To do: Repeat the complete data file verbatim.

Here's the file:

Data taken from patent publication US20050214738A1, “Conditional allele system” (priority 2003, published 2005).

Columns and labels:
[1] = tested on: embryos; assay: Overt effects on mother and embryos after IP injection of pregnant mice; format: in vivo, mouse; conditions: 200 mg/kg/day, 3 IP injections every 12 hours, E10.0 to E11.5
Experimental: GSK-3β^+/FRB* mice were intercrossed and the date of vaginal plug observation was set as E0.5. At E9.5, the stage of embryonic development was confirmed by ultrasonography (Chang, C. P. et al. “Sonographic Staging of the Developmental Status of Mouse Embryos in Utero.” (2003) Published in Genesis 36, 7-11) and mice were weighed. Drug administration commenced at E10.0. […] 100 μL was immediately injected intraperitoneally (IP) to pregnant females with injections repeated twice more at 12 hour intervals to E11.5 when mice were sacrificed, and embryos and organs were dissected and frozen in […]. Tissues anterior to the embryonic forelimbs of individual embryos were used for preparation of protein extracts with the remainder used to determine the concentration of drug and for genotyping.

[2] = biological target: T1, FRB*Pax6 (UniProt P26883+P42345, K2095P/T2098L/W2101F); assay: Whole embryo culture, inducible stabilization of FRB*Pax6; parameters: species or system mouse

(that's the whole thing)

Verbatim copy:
Data taken from patent publication US20050214738A1, “Conditional allele system” (priority 2003, published 2005).

Columns and labels:
[1] = tested on: embryos; assay: Overt effects on mother and embryos after IP injection of pregnant mice; format: in vivo, mouse; conditions: 200 mg/kg/day, 3 IP injections every 12 hours, E10.0 to E11.5
Experimental: GSK-3β^+/FRB* mice were intercrossed and the date of vaginal plug observation was set as E0.5. At E9.5, the stage of embryonic development was confirmed by ultrasonography (Chang, C. P. et al. “Sonographic Staging of the Developmental Status of Mouse Embryos in Utero.” (2003) Published in Genesis 36, 7-11) and mice were weighed. Drug administration commenced at E10.0. […] 100 μL was immediately injected intraperitoneally (IP) to pregnant females with injections repeated twice more at 12 hour intervals to E11.5 when mice were sacrificed, and embryos and organs were dissected and frozen in […]. Tissues anterior to the embryonic forelimbs of individual embryos were used for preparation of protein extracts with the remainder used to determine the concentration of drug and for genotyping.

[2] = biological target: T1, FRB*Pax6 (UniProt P26883+P42345, K2095P/T2098L/W2101F); assay: Whole embryo culture, inducible stabilization of FRB*Pax6; parameters: species or system mouse